Photo by Kate Daly
Kathy Harper of Woodside teaches bridge to hundreds of students, but still finds time to play for fun.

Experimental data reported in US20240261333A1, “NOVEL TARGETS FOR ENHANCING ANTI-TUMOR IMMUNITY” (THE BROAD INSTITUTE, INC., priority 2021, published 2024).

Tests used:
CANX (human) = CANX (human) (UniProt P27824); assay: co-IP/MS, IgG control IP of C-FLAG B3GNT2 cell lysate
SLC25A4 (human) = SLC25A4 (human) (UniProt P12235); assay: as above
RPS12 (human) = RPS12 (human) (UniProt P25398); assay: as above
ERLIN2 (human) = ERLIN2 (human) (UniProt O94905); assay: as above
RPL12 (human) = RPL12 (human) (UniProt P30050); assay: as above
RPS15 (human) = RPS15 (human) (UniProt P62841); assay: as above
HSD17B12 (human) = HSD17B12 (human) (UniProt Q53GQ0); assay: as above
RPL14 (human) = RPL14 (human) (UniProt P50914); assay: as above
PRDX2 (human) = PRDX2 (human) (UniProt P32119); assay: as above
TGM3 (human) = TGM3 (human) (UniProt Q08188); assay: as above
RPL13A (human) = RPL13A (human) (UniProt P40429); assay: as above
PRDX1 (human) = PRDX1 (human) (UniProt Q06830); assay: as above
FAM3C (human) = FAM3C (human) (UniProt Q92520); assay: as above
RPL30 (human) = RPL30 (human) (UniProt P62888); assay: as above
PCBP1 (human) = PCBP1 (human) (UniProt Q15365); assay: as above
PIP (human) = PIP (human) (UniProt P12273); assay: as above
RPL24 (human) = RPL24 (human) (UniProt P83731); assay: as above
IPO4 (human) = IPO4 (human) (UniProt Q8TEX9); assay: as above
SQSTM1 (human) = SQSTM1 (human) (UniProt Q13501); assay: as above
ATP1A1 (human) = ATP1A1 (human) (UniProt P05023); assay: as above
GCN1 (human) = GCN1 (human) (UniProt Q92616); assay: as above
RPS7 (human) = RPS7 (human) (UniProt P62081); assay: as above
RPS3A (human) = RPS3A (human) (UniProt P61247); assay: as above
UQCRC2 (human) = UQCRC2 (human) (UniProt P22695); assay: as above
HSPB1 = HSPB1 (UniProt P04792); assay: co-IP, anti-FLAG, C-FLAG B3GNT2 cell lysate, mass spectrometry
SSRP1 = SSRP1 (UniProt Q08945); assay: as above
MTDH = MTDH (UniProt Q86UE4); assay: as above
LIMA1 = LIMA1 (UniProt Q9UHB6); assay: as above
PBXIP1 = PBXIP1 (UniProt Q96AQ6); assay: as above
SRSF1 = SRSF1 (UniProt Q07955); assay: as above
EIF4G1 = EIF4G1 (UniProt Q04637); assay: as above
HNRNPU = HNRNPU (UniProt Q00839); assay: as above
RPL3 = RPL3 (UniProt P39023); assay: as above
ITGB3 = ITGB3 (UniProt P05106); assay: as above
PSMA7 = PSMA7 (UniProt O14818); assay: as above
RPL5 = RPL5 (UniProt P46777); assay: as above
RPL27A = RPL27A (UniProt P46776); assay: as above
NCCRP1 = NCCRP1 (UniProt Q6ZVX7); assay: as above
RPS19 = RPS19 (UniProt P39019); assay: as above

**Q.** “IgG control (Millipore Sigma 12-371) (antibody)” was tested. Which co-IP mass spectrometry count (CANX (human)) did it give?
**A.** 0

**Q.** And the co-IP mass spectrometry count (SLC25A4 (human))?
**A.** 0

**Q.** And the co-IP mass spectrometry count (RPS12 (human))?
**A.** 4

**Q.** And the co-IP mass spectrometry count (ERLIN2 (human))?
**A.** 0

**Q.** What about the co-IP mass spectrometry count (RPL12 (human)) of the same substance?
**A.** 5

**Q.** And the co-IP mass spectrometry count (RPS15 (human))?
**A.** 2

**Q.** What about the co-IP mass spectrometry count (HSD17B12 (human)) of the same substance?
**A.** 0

plays bridge with her occasionally. Every other week she also takes lessons with another instructor, Cameron Cotton, who teaches at several local clubs. On the off weeks, she practices with both of her bridge groups. Ms. Bisconti estimates that, including the time she plays online with her friends on BridgeBase.com, she plays about six hours a week. â€œI have an app on my iPhone I play when Iâ€™m sitting in a carpool line (to pick up kids at school). Itâ€™s very addictive,â€? she says. Twice a year she goes away with a group of 11 friends to a cabin or a resort to play bridge for a few days. â€œWe value our girl time. ... Weâ€™re all in our 40s with school-age kids and itâ€™s a way for us to spend time with friends. I enjoy the social aspect. Weâ€™re all concerned about our brains, and itâ€™s a good thing as we head into menopause,â€? she says. She is helping run the Menlo Bridge Tournament â€” not to be confused with Menlo Country Clubâ€™s bridge tournament, an ongoing match between members that organizers say has just tripled in popularity. The Menlo Bridge Tournament serves as a fundraiser for Menlo School, bringing in about $5,500 annually. Currently, 74 participants are paying $75 each to play four rubber bridge matches among themselves. In May they will come together to play in a one large tournament. â€œWeâ€™ve got more people this year, about 10 percent more with some new additions,â€? Ms. Bisconti says. â€œThey are younger because Iâ€™m on the younger side and we